Traditional cultural products: architecture, costumes, music, dance, folklore, legends, gastronomy.
Traditional architecture monuments: house with two floors of stone and wood, dated 1880.
Cultural activities: blowers’ fanfare of Bahna village, updated since 1999.
Location: at the confluence of the Racovat brook with Bahna.
First documented mention:
- 1409-1863, Ilovita / Elhovita village and estate is under the governance of Tismana Monastery;
- 1864 – 50 tribute paying families;
Location: in N-E part of Ilovita commune, in Bahna brook valley; the settlement was affected by the evacuation for the construction of SHNPF I.
First documented mention:
- 1374, 1385 in books, as a place (siliste) given to Vodita Monastery;
- 1424-1863 – the village and the estate pass to Tismana Monastery.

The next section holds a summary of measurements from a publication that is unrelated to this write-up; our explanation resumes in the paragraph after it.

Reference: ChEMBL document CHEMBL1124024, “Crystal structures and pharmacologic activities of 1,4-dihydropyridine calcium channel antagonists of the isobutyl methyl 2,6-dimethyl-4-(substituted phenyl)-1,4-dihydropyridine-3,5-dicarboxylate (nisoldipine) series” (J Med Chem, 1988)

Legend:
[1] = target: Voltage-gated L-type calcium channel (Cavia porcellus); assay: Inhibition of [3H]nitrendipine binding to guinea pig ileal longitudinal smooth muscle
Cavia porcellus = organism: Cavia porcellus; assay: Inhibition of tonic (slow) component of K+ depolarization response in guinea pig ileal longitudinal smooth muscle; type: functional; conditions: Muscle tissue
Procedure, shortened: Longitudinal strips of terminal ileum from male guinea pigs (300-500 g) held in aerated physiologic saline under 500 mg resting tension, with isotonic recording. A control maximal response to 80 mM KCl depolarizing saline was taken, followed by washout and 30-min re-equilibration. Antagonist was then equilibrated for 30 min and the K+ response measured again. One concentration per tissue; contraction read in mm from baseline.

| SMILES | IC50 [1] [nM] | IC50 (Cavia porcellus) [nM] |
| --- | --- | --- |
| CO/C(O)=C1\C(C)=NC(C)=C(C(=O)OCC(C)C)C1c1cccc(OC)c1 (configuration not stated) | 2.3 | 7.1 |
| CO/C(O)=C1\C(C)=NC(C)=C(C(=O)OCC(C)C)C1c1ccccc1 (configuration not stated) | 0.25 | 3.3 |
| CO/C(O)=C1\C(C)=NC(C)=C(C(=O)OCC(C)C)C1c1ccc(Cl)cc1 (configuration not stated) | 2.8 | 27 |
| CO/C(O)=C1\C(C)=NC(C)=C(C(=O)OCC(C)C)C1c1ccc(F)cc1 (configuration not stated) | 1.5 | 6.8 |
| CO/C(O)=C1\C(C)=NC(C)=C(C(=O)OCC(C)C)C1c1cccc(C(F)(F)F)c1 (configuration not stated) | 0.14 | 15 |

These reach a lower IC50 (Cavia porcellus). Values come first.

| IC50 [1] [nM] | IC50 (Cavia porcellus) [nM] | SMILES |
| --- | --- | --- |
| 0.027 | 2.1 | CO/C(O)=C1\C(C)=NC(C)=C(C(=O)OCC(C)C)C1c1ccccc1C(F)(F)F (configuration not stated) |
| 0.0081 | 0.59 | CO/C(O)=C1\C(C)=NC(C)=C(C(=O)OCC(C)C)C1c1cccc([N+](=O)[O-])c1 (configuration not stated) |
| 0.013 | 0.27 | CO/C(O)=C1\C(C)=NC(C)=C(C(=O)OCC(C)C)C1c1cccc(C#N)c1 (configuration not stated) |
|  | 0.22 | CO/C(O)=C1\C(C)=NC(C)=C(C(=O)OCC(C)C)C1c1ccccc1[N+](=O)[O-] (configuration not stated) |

Bahna was the border limit between the Habsburg /Austro-Hungarian Empire and the Romanian Country / Kingdom of Romania until December 1st, 1918; the Peace Treaty of Sistov (August 21st, 1791) had established that Cerna River would form the border between the two States; by the Delimitation Conventia (1887), the border was moved onto the Bahna River, with an area of 50.000 ha of Mehedinti County occupied by the Austro-Hungarian Empire until 1918 (border picket between Romania and Austro-Hungary (1887-1918).
Population: 471 inhabitants in 2002.
Forms of temporary habitation outside the village: mansions / dwellings, building complex –bi-cellular house, shelters for animals and feed.
Traditions: Nedeie at the Birth of the Virgin feast, September 8th.
Sichevita Commune is located in a beautiful natural setting, the Danube Gorge, in an area of hills and mountains, on the valleys of the rivers of Oravita Valley, Sichevita Valley, Camenita, Liborajdea Crusovita Valley, on the slopes of the Almaj Mountains.